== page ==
Research has shown a direct correlation between embedded sustainability and improved organisational performance. Therefore, it makes plain business sense to embed ESG and sustainability into an organisation’s strategy and operations. Improving risk management Organisations are not only exposed to ESG risks in their own operations but also in their wider supply chains. The Covid pandemic is an example of such systemic and interconnected issues affecting organisations at all levels. Incorporating ESG risks into the overall enterprise risk management enables leaders to develop robust long-term adaptive strategies. Driving innovation Adopting a sustainability mindset generates innovative solutions. ESG compliance has led to…..


Companies and organisations are increasingly under pressure to improve their ESG disclosure and the perceived “eco-friendliness” of their products and services. However, there is also the potential for “greenwashing” if companies and organisations overreach. That can put the efficacy of ESG practices and investment at risk. The term “greenwashing” was coined by environmentalist Jay Westerveld in 1986. He criticized the way hotels framed the “save the towel” initiative in purely environmental terms when, in fact, it was actually a financial strategy to reduce operating costs. Since 1986 the concept of greenwashing has become more pronounced, to the extent that regulators are developing rules and provisions to prevent and punish greenwashing. Despite the accelerated use and sophistication of greenwashing, there is no universal definition.

ESG Insights

Greenwashing, what does it mean?

“Greenwashing is the process of conveying a false impression or providing misleading information about how a company's products are more environmentally sound. Greenwashing is considered an unsubstantiated claim to deceive consumers into believing that a company's products are environmentally friendly.” Investopedia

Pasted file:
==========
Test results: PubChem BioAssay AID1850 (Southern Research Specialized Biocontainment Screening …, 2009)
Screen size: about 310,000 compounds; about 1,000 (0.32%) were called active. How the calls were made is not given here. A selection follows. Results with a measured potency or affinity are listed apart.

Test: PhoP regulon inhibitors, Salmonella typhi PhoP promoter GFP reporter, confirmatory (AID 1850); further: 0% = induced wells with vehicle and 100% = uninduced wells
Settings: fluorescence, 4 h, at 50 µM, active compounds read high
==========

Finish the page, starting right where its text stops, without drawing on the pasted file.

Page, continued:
The ESG Chameleons

A chameleon is defined as “a person who often changes his or her beliefs or behavior in order to please others or to succeed.” (Mirriam Webster) Just like Greenwashing, companies indicate that they have ESG and/or CSR policies in place – but when push comes to shove, they cry over spilt oil.

The History of Sustainable Reporting

Where did the idea of sustainable reporting come from and what exactly is sustainable development? “the capacity of natural resources to support life is limited, and therefore the needs of future generations should always be taken into consideration. Thus, within the framework of the relationship between the economy and the environment, economic development should be sustained by supporting all life on Earth and preserving natural resources.”

Key Contacts

Mary Tressel

Moore Global ESG Leader

Alexa-Rae Sebba

Moore Global ESG Project Manager
Moore Johannesburg

Jeff Blackbeard

Global Director
Moore Global Network Limited


Moore Global ESG Leaders